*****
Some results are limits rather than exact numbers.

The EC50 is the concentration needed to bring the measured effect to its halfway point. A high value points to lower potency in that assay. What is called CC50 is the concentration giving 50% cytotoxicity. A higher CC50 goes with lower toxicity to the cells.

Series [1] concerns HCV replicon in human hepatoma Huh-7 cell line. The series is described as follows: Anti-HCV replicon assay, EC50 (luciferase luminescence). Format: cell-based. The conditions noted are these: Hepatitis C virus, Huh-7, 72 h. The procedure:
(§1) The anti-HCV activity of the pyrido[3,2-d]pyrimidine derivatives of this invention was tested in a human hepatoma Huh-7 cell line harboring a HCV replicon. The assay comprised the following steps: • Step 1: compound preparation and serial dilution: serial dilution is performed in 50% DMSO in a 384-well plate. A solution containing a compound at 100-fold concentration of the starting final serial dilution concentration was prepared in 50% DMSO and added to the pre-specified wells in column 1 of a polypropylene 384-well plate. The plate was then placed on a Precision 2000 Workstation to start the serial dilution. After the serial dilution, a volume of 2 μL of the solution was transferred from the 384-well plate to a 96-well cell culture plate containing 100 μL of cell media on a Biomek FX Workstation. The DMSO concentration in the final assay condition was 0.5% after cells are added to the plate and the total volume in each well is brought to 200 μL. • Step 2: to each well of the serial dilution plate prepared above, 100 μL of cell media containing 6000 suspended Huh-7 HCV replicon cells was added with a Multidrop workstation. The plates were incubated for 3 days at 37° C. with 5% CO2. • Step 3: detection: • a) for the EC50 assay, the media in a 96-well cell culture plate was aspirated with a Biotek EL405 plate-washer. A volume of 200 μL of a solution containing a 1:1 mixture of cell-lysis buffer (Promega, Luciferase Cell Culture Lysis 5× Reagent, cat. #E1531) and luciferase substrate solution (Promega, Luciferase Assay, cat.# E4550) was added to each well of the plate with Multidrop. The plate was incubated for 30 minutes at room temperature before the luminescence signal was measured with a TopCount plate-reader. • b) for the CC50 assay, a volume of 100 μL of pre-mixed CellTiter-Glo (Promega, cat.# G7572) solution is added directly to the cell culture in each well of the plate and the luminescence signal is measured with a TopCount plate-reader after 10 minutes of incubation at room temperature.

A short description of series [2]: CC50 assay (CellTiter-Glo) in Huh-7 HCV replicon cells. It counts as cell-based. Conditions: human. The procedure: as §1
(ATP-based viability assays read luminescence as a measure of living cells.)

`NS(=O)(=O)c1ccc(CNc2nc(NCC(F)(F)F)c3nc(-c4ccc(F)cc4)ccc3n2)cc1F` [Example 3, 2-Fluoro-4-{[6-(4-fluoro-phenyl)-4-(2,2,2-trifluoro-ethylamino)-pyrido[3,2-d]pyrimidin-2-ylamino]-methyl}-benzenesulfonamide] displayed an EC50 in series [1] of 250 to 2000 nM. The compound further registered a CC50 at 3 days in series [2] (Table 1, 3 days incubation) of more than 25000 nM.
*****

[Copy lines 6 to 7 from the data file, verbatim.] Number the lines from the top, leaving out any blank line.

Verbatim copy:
(ATP-based viability assays read luminescence as a measure of living cells.)

`NS(=O)(=O)c1ccc(CNc2nc(NCC(F)(F)F)c3nc(-c4ccc(F)cc4)ccc3n2)cc1F` [Example 3, 2-Fluoro-4-{[6-(4-fluoro-phenyl)-4-(2,2,2-trifluoro-ethylamino)-pyrido[3,2-d]pyrimidin-2-ylamino]-methyl}-benzenesulfonamide] displayed an EC50 in series [1] of 250 to 2000 nM. The compound further registered a CC50 at 3 days in series [2] (Table 1, 3 days incubation) of more than 25000 nM.